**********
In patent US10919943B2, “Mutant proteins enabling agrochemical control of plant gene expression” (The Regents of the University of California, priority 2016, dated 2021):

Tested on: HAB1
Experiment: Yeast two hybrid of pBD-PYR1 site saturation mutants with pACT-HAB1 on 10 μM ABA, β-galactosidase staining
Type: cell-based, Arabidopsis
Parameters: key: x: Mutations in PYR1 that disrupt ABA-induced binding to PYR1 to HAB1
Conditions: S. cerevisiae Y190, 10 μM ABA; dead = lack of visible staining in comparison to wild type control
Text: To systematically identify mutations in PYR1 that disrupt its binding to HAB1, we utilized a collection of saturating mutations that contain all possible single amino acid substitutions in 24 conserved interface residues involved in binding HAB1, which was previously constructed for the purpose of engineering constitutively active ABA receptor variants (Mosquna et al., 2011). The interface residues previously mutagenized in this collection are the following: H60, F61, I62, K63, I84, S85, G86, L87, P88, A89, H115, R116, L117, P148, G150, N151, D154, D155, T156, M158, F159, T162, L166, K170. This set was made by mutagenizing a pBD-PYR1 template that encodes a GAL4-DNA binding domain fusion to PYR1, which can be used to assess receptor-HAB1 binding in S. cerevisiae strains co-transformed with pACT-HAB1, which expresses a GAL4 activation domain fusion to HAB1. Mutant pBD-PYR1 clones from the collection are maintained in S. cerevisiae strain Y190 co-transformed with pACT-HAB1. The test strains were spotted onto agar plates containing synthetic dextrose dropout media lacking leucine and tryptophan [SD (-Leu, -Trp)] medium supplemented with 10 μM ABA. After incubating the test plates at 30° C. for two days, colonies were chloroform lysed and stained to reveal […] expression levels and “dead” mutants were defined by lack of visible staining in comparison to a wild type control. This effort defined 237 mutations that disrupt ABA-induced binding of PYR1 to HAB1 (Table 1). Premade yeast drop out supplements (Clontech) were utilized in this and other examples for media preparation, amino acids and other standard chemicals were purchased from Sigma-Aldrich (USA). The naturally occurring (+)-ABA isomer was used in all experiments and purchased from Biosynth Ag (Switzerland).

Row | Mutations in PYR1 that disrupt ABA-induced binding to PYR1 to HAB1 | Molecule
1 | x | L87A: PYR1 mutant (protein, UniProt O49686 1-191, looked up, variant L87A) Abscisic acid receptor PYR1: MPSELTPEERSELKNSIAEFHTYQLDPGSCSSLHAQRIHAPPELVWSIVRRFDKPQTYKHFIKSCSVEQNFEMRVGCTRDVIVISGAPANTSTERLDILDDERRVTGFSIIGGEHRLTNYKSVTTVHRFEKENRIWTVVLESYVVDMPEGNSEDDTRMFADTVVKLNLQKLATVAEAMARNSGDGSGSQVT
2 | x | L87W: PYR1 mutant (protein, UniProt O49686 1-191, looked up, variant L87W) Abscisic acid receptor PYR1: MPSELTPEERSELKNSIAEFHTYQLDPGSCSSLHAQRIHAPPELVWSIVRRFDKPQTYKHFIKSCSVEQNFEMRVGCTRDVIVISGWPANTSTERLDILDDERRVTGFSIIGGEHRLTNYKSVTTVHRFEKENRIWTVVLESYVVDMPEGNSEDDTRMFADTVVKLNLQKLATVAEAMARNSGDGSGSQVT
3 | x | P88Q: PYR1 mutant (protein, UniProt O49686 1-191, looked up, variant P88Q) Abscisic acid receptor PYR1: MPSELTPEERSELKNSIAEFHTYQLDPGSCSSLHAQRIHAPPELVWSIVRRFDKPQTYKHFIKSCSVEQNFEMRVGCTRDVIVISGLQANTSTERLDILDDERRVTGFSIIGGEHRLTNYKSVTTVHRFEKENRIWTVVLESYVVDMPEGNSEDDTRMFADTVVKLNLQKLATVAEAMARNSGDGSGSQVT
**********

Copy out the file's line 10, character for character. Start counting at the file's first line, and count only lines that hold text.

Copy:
2 | x | L87W: PYR1 mutant (protein, UniProt O49686 1-191, looked up, variant L87W) Abscisic acid receptor PYR1: MPSELTPEERSELKNSIAEFHTYQLDPGSCSSLHAQRIHAPPELVWSIVRRFDKPQTYKHFIKSCSVEQNFEMRVGCTRDVIVISGWPANTSTERLDILDDERRVTGFSIIGGEHRLTNYKSVTTVHRFEKENRIWTVVLESYVVDMPEGNSEDDTRMFADTVVKLNLQKLATVAEAMARNSGDGSGSQVT